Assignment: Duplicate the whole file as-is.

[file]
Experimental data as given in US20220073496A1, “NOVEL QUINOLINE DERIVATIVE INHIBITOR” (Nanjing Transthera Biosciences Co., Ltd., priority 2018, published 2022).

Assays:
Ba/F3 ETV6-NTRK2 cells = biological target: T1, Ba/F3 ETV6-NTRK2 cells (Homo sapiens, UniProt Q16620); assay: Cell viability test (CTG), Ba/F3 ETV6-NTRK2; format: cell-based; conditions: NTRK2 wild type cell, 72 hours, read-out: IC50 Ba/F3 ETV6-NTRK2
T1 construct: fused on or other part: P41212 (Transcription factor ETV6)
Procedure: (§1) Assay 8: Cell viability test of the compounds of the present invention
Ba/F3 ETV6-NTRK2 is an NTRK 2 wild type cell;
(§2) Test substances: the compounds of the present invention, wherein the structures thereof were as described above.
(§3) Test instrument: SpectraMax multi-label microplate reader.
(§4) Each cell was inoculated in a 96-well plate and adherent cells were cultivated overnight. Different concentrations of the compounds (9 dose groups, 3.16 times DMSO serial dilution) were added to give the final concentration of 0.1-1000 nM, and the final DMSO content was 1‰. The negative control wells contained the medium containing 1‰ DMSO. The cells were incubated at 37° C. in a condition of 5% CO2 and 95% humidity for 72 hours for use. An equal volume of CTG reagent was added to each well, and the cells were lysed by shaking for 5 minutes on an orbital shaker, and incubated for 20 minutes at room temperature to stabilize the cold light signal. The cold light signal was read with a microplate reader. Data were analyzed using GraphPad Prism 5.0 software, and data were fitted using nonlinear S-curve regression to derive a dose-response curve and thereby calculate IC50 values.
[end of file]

Experimental data as given in US20220073496A1, “NOVEL QUINOLINE DERIVATIVE INHIBITOR” (Nanjing Transthera Biosciences Co., Ltd., priority 2018, published 2022).

Assays:
Ba/F3 ETV6-NTRK2 cells = biological target: T1, Ba/F3 ETV6-NTRK2 cells (Homo sapiens, UniProt Q16620); assay: Cell viability test (CTG), Ba/F3 ETV6-NTRK2; format: cell-based; conditions: NTRK2 wild type cell, 72 hours, read-out: IC50 Ba/F3 ETV6-NTRK2
T1 construct: fused on or other part: P41212 (Transcription factor ETV6)
Procedure: (§1) Assay 8: Cell viability test of the compounds of the present invention
Ba/F3 ETV6-NTRK2 is an NTRK 2 wild type cell;
(§2) Test substances: the compounds of the present invention, wherein the structures thereof were as described above.
(§3) Test instrument: SpectraMax multi-label microplate reader.
(§4) Each cell was inoculated in a 96-well plate and adherent cells were cultivated overnight. Different concentrations of the compounds (9 dose groups, 3.16 times DMSO serial dilution) were added to give the final concentration of 0.1-1000 nM, and the final DMSO content was 1‰. The negative control wells contained the medium containing 1‰ DMSO. The cells were incubated at 37° C. in a condition of 5% CO2 and 95% humidity for 72 hours for use. An equal volume of CTG reagent was added to each well, and the cells were lysed by shaking for 5 minutes on an orbital shaker, and incubated for 20 minutes at room temperature to stabilize the cold light signal. The cold light signal was read with a microplate reader. Data were analyzed using GraphPad Prism 5.0 software, and data were fitted using nonlinear S-curve regression to derive a dose-response curve and thereby calculate IC50 values.